Immiscible multiphase fluid flows within porous media occur in a range of environmental and engineering applications (e.g. oil recovery, CO2 sequestration, rainfall infiltration, etc). During these processes the bulk fluid front moves quite slow relative to the velocity of the actual fluid interfaces, which advance forward through tortuous pore spaces via rapid "jumps". Recent experiments in ideal systems indicate that after these very rapid fluid displacement events, total system equilibration requires time-frames on the order of several hours; a surprising result heretofore unobserved in geologic samples. These unexepected results raise the possibility that there are fundamental aspects of the physics of fluid interface dynamics that we don’t yet understand. This project aims to isolate one factor (surface roughness) which may contribute to stabilization of fluid-fluid interfaces and thus affect equilibration times.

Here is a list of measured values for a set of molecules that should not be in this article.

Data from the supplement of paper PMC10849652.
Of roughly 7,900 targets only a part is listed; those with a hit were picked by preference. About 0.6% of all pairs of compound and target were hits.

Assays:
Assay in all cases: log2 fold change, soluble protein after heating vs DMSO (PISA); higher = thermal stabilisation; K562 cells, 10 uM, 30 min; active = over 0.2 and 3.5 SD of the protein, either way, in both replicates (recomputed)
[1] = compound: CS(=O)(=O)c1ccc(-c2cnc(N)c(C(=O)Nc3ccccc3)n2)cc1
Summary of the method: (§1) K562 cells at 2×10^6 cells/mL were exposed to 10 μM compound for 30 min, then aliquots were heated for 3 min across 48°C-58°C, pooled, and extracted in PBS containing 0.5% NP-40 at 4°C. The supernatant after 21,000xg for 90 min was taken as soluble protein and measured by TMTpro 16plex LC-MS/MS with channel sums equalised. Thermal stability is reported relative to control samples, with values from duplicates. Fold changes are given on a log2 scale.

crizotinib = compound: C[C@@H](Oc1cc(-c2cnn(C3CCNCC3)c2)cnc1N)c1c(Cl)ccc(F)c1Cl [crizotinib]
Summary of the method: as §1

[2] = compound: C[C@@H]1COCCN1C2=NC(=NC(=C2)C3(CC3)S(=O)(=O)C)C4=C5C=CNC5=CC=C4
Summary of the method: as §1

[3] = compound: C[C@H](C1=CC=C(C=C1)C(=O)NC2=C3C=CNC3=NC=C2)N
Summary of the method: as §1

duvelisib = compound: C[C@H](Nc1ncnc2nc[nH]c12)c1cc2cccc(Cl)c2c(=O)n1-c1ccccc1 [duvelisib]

This project will utilize imaging of fluid interface relaxations, after displacement events, at high temporal and spatial resolution using state-of-the-art 3D X-ray microscopy imaging techniques developed by Applied Maths at ANU. Two experimental porous media systems with the same geometry, but different surface characteristics, will be investigated: (a) a smooth, ideal glass bead pack; and (b) an arbitrarily roughened glass bead pack. Displacement experiments will be conducted and the subsequent relaxation of the fluids will be monitored via 3D x-ray tomography. Quantitative characterisation of time-dependent fluid occupancy (volume), interfacial area, pressure, and curvature will be carried out to establish the differences in equilibration and relaxation time-frames for smooth and roughened surfaces.